The siege of Toulon is a military conflict which takes place from September to December 1793.. After a reconnaissance, Napoleon Bonaparte conceives a plan which plans to take the forts of Éguillette and Balaguier , on the hill of Cairo , to then prohibit the pass between the small and the large harbor harbor, which would cut maritime supplies , necessary for the besieged.

The 19th century
The latter have existed for more than two centuries, the activity of the first Seynois shipyard is attested in 1711; Originally, it was a site building small wooden boats. They then known a strong expansion during the first half of the xix th century, and it was during this period that has developed the use of metal in the construction of boats.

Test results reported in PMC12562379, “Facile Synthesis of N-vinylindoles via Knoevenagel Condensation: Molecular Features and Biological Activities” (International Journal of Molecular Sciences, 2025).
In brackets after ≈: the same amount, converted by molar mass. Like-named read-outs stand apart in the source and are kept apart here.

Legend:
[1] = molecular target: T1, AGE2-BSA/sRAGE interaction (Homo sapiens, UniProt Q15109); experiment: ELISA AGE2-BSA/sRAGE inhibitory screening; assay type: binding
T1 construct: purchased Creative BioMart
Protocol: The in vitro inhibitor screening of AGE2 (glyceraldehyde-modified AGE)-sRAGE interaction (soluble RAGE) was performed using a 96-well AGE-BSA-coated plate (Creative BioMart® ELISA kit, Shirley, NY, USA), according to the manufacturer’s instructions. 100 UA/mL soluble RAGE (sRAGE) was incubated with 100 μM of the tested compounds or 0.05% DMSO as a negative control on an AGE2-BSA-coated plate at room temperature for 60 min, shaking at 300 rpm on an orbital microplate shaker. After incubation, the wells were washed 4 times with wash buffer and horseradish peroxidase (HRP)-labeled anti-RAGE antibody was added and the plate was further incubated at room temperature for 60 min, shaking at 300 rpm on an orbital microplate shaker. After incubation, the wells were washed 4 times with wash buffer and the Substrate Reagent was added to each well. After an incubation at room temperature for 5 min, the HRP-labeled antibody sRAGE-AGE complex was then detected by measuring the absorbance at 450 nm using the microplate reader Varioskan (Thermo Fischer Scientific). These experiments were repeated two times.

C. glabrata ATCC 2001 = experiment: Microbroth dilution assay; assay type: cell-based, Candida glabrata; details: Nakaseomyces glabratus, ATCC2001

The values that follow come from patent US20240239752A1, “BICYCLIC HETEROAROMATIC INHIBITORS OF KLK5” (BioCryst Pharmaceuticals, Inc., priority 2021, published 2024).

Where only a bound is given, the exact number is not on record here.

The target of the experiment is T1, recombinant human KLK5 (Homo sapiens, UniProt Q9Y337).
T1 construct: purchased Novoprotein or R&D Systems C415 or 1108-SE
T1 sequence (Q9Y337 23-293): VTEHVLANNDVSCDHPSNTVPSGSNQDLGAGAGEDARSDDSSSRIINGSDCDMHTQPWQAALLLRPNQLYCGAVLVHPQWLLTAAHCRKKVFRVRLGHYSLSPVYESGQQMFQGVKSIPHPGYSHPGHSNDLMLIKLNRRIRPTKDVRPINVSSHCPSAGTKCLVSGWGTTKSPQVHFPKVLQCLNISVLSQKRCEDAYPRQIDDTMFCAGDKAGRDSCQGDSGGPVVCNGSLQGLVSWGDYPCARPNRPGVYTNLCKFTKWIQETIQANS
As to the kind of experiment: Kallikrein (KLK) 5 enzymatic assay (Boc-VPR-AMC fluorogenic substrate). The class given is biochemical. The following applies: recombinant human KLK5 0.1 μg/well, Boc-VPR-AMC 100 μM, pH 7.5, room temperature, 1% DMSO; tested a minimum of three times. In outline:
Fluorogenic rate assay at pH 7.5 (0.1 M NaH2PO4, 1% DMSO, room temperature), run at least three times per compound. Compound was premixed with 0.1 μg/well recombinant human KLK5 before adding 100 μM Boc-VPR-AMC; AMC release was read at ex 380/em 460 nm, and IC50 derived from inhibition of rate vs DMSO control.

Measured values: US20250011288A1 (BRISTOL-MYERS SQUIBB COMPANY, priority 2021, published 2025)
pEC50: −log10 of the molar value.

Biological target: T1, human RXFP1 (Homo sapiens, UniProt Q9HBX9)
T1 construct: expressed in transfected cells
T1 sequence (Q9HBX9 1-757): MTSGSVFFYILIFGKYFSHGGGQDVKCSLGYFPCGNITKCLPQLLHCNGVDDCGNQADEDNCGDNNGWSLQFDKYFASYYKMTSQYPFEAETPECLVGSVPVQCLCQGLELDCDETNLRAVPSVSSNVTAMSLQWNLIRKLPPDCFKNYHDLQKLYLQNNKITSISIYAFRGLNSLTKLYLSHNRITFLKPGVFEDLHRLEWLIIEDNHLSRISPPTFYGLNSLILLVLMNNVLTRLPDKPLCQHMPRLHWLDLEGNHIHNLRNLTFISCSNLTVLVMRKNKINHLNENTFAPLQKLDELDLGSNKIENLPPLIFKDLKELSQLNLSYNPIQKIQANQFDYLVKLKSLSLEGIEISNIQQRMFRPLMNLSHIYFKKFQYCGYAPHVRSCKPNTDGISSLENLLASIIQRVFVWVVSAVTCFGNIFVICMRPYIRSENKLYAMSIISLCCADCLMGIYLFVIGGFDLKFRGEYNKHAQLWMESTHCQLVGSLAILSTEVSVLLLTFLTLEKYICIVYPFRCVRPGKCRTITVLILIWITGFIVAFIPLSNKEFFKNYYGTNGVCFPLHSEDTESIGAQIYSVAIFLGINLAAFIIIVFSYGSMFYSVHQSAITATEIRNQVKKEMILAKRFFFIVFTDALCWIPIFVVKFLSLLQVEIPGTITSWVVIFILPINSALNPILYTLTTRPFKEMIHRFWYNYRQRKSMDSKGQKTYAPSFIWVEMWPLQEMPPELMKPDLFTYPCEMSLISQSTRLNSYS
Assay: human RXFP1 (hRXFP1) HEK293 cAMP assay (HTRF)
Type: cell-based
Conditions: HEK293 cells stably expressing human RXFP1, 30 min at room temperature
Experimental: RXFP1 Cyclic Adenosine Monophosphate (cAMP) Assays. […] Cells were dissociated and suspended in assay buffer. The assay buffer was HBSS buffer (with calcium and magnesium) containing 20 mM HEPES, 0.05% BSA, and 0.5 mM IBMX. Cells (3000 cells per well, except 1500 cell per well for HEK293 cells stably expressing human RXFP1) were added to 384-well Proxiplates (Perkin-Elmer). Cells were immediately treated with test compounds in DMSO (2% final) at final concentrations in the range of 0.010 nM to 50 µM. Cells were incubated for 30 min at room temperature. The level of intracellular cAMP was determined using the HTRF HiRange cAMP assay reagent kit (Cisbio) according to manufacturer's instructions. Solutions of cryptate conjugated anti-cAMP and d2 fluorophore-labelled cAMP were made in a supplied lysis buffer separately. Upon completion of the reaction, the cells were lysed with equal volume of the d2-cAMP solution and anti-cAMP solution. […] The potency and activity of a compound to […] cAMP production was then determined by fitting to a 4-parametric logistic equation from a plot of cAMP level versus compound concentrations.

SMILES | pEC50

Thus, from the beginning of the xix th century, a potentially polluting industrial activity (use of hydrocarbons and metals) is present in the site area.

In 1848, the sites were enlarged over several thousand m², employed 1,300 people and assembled numerous ships.

From 1855, the company Forges et Chantiers de la Méditerranée (FCM) took over the management of the industrial site. This company was undergoing a major boom in the construction of ships, both civilian and military. A report from the Navy archives of 1884 identifies the FCM shipyards as the most important in France, by their surface (14.6 ha) and the length of their quays (almost 1 km). They indeed have 10 construction holds whose size allows the FCM to build the largest boats of the time.

These large ships are ocean liners and ocean freighters that provide connections between Europe and the rest of the world. At that time, the report pointed out 2308 workers employed in the shipyards.

The 20th century